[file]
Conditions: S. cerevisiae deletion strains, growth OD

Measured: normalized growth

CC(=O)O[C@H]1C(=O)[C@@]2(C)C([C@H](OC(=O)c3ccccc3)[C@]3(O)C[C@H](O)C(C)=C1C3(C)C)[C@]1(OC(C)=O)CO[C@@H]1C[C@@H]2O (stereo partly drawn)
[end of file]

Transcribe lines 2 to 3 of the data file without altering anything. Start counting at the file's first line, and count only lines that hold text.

Measured: normalized growth

CC(=O)O[C@H]1C(=O)[C@@]2(C)C([C@H](OC(=O)c3ccccc3)[C@]3(O)C[C@H](O)C(C)=C1C3(C)C)[C@]1(OC(C)=O)CO[C@@H]1C[C@@H]2O (stereo partly drawn)